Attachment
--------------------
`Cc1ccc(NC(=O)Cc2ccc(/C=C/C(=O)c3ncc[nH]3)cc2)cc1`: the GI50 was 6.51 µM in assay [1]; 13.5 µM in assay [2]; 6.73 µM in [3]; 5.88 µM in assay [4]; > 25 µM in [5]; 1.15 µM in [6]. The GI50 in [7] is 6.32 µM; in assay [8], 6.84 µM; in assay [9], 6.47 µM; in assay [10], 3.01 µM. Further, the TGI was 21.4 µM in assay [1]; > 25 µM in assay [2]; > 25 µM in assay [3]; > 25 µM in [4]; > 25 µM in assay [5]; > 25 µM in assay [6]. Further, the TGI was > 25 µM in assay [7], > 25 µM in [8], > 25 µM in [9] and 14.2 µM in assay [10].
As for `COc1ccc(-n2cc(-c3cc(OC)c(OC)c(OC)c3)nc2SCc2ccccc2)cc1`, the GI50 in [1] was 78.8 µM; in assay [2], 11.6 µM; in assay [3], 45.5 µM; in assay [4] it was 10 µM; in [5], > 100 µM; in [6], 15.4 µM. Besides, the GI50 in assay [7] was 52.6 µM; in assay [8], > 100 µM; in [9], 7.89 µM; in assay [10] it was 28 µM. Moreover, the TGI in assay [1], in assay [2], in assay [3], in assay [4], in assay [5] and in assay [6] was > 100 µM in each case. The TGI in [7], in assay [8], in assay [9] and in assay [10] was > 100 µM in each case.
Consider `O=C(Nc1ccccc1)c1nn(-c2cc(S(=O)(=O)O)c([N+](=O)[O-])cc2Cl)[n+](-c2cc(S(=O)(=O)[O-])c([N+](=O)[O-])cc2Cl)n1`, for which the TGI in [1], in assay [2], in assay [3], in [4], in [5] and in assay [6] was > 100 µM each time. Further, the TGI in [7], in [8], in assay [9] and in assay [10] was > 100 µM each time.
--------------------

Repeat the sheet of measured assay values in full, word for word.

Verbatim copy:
`Cc1ccc(NC(=O)Cc2ccc(/C=C/C(=O)c3ncc[nH]3)cc2)cc1`: the GI50 was 6.51 µM in assay [1]; 13.5 µM in assay [2]; 6.73 µM in [3]; 5.88 µM in assay [4]; > 25 µM in [5]; 1.15 µM in [6]. The GI50 in [7] is 6.32 µM; in assay [8], 6.84 µM; in assay [9], 6.47 µM; in assay [10], 3.01 µM. Further, the TGI was 21.4 µM in assay [1]; > 25 µM in assay [2]; > 25 µM in assay [3]; > 25 µM in [4]; > 25 µM in assay [5]; > 25 µM in assay [6]. Further, the TGI was > 25 µM in assay [7], > 25 µM in [8], > 25 µM in [9] and 14.2 µM in assay [10].
As for `COc1ccc(-n2cc(-c3cc(OC)c(OC)c(OC)c3)nc2SCc2ccccc2)cc1`, the GI50 in [1] was 78.8 µM; in assay [2], 11.6 µM; in assay [3], 45.5 µM; in assay [4] it was 10 µM; in [5], > 100 µM; in [6], 15.4 µM. Besides, the GI50 in assay [7] was 52.6 µM; in assay [8], > 100 µM; in [9], 7.89 µM; in assay [10] it was 28 µM. Moreover, the TGI in assay [1], in assay [2], in assay [3], in assay [4], in assay [5] and in assay [6] was > 100 µM in each case. The TGI in [7], in assay [8], in assay [9] and in assay [10] was > 100 µM in each case.
Consider `O=C(Nc1ccccc1)c1nn(-c2cc(S(=O)(=O)O)c([N+](=O)[O-])cc2Cl)[n+](-c2cc(S(=O)(=O)[O-])c([N+](=O)[O-])cc2Cl)n1`, for which the TGI in [1], in assay [2], in assay [3], in [4], in [5] and in assay [6] was > 100 µM each time. Further, the TGI in [7], in [8], in assay [9] and in assay [10] was > 100 µM each time.